Building and Solar Companies Collaborate on Solar Slates

A British home building company, Persimmon Homes, has reached an agreement with a leading solar cell manufacturer so that it can market its first commercial houses fitted with solar roofs.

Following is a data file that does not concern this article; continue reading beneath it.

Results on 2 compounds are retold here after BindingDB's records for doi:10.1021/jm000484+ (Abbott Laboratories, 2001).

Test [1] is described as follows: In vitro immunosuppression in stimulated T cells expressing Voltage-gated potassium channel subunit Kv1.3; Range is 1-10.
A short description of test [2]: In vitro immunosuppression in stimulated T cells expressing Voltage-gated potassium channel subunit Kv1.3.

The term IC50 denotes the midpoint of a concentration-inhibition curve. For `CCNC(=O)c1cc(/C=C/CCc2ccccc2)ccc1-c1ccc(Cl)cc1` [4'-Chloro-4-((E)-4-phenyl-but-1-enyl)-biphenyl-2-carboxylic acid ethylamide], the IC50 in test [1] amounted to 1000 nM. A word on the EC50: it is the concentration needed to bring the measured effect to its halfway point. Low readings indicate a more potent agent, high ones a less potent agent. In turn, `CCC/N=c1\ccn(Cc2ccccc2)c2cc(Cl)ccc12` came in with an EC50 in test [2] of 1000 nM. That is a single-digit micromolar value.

OXFORD, England, UK, 2001-10-29 [] Intersolar will supply PV cells that resemble natural roof slates to Persimmon, which will build the first 20 solar homes at a new development near Bedford. Intersolar’s roofs are three times more expensive than a standard slate or tiled roof, but it hopes to reduce costs by increasing electricity generation. Intersolar says it has the ability to manufacture solar cells at low cost, because it has developed a unique High Rate Deposition process. The company claims its PlateStructure process, which deposits thin film solar cells on an insulating substrate, allows a major advantage when interconnecting cells in series. This interconnection is achieved by laser isolation of each active layer after it is deposited, and before the next deposition stage. These isolation grooves are offset slightly from each other, so that the rear contact of one cell connects to the front contact of the neighbouring cell through the isolation groove of the silicon layer. Virtually all solar cells need to be connected in series to achieve a useful operating voltage but for most types, these connections need to be made manually (or using robots) as an expensive later process. The solar homes will receive funding from the British Department of Trade & Industry as part of a multi-million pound government commitment to support solar roof installations.